# Probability waves

1. Jul 29, 2011

### nouveau_riche

i am new to quantum physics,can anyone help me with this

can probability waves interfere?or they can produce an interference pattern?

2. Jul 29, 2011

### Naty1

sure they do.

A particle is a limited space of energy where constructive inteference has occurred. A particle is a bundle, or quanta, of energy or momentum quantum fields which spread everywhere. And a particle such as an orbital electron can be thought of as a resonant cavity, a confined wave, a standing wave, having a discrete series of frequencies.

3. Jul 30, 2011

### nickthrop101

yes that can, when a whole group of particles are placed in close proximaty to each other then their interference acts positively to create a larger posibilaty that you'll find that object there, aka, the probability spike gets larger in that position. That is why you do not see a cricket bat changing position suddenly, as the probabilty wave for that bat being there is so large that the chances that it will be somewhere else are nigh-on-impossible, but not impossible :)

4. Jul 30, 2011

### Staff: Mentor

Yes. An experiment similar to two-slit interference for light, has been done with electrons:

http://www.hitachi.com/rd/research/em/doubleslit.html

Note carefully that the interference pattern appears (gradually) even when only one electron at a time passes through the apparatus.

5. Jul 30, 2011

### edguy99

They have a "probability" of interference that varies in a regular way both over time and space.

6. Aug 1, 2011

### nouveau_riche

but probability waves are not similar to that of water waves,they just represent probabilities to localize a particle,if two particles just hit the same point in space,then it will be a particle collision not interference

7. Aug 1, 2011

### SpectraCat

Really? Are you sure? How would you go about proving that statement? What kinds of particles are you talking about? For example, do you think your statement is true for photons?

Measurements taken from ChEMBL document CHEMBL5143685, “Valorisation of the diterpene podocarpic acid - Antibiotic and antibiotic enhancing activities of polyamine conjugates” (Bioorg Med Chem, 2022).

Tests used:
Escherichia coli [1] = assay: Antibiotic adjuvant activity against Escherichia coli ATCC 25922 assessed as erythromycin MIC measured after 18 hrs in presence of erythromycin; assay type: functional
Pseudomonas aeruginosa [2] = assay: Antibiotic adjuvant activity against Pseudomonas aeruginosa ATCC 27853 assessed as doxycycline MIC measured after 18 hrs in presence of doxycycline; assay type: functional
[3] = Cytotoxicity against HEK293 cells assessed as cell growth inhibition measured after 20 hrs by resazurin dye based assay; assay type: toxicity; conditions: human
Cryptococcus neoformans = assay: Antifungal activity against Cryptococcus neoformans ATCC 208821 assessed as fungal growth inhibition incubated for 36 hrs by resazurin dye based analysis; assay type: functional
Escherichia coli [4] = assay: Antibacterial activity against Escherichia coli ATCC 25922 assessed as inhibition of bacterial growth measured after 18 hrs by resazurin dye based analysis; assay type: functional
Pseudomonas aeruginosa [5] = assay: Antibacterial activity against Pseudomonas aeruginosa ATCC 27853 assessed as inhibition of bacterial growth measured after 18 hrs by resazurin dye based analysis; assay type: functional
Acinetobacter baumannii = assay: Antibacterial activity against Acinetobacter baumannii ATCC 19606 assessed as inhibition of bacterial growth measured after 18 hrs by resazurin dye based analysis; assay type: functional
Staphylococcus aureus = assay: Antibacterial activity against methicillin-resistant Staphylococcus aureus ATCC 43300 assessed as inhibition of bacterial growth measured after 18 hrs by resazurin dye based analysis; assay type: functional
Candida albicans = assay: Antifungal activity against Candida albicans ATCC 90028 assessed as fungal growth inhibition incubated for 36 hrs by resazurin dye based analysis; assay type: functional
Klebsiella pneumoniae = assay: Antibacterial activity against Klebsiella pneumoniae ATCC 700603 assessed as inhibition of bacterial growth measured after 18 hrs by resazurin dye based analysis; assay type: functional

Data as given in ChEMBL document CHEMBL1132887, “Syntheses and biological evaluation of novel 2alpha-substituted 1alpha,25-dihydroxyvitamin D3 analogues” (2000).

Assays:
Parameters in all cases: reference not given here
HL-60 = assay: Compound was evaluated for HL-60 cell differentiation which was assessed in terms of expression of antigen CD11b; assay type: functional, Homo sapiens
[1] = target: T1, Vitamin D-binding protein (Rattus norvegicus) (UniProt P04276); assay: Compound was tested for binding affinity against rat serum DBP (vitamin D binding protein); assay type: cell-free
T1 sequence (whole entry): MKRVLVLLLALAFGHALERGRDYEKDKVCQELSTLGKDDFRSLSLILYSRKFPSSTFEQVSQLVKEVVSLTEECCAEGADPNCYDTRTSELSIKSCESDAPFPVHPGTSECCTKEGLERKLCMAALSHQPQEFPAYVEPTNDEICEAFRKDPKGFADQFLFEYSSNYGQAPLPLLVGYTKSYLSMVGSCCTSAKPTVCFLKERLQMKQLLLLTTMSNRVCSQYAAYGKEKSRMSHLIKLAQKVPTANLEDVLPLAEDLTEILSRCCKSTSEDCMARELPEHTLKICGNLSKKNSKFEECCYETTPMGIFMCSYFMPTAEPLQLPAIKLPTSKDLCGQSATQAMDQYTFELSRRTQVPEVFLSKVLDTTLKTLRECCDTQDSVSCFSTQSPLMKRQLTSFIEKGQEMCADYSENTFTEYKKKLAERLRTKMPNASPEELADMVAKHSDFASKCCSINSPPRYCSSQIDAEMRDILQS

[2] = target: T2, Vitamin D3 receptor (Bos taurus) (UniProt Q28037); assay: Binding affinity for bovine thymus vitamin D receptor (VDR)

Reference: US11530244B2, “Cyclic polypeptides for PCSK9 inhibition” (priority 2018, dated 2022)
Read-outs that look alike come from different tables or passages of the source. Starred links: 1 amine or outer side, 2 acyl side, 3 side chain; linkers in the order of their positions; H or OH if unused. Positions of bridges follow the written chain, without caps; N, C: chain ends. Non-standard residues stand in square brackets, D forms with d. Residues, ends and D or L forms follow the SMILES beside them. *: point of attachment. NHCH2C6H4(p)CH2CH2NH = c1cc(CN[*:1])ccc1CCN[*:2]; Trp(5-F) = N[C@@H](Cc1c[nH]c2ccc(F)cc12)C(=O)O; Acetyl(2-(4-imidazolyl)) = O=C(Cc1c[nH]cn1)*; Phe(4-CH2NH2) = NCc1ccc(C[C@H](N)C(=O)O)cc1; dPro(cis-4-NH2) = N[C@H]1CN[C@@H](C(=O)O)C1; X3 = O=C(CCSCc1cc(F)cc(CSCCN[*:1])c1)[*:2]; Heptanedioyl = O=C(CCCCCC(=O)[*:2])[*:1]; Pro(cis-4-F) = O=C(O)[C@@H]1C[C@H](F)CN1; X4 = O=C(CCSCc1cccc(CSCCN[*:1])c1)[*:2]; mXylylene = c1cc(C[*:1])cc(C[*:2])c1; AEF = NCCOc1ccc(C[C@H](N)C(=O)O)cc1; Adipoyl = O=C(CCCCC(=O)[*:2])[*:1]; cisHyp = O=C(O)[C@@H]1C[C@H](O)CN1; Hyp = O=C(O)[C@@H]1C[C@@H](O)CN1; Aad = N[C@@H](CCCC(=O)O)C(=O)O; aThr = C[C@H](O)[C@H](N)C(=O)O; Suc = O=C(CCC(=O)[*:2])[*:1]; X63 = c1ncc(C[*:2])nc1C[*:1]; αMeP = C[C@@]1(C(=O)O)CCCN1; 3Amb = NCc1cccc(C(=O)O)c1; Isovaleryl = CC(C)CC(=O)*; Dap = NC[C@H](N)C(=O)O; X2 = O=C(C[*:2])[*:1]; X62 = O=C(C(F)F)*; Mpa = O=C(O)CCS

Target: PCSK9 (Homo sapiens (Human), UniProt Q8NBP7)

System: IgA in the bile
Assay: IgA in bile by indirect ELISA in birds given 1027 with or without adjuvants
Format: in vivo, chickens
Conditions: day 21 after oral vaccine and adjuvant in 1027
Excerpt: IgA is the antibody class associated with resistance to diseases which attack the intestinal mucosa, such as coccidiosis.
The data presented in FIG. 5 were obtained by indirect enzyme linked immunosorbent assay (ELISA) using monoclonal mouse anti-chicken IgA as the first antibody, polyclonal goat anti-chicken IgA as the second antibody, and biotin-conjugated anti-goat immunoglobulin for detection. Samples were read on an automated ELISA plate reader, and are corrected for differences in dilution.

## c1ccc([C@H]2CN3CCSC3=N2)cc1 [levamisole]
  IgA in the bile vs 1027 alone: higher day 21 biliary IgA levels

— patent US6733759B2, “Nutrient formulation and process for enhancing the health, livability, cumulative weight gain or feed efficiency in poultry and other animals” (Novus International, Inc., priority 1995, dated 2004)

One important aspect of QM that you may be missing by talking about "probability waves" is phase. In general, probability distributions are obtained by taking the square modulus of the wavefunction, thereby destroying all information about the complex phase of the underlying wavefunction. Since it is phase relationships between wavefunctions that are responsible for determining interference, you can't really get interference between "probability waves", given that definition. However, according to the Born interpretation, the significance of the wavefunction is that it is a "probability amplitude", so if you are talking about the *wavefunction* when you say "probability wave", then yes, you can still get interference, but I would strongly suggest that you drop the terminology of "probability wave" and just say wavefunction instead.

8. Aug 2, 2011

### nouveau_riche

how can you get interference pattern?,as i know it to my knowledge,the probability amplitude represent the probability of localizing a particle in a region in space,so if two particle hit the region of space at the same moment,there will be a collision,not interference

9. Aug 2, 2011

### SpectraCat

I know you think that, but it is not correct. For example, how can mass-less particles like photons undergo collisions? Even for massive particles, you have BEC states that allow an arbitrary number of spin-zero bosons to populate the same quantum state. That is not quite the same thing as having particles localized to the same point in space, but the differences are subtle ... for such BEC's, adding more particles simply increases the amplitude of the wavefunction at all points in space simultaneously.

Regarding the other part of your statement ... it is a result of the complementarity of quantum states. If you try to measure interference, then you observe the wave nature of the quantum states. If you try to localize the particle onto a detector, then you observe the particle-like nature of the states. It is worth noting that observing the wave-nature of quantum states seems to require more indirect measurement techniques, which often involve particle-like measurements on large ensembles of identically prepared particles. It is hard to think of an experiment where the wave-like nature of a single quantum state is observed directly, meaning it is clear for each individual particle, and not just for an ensemble.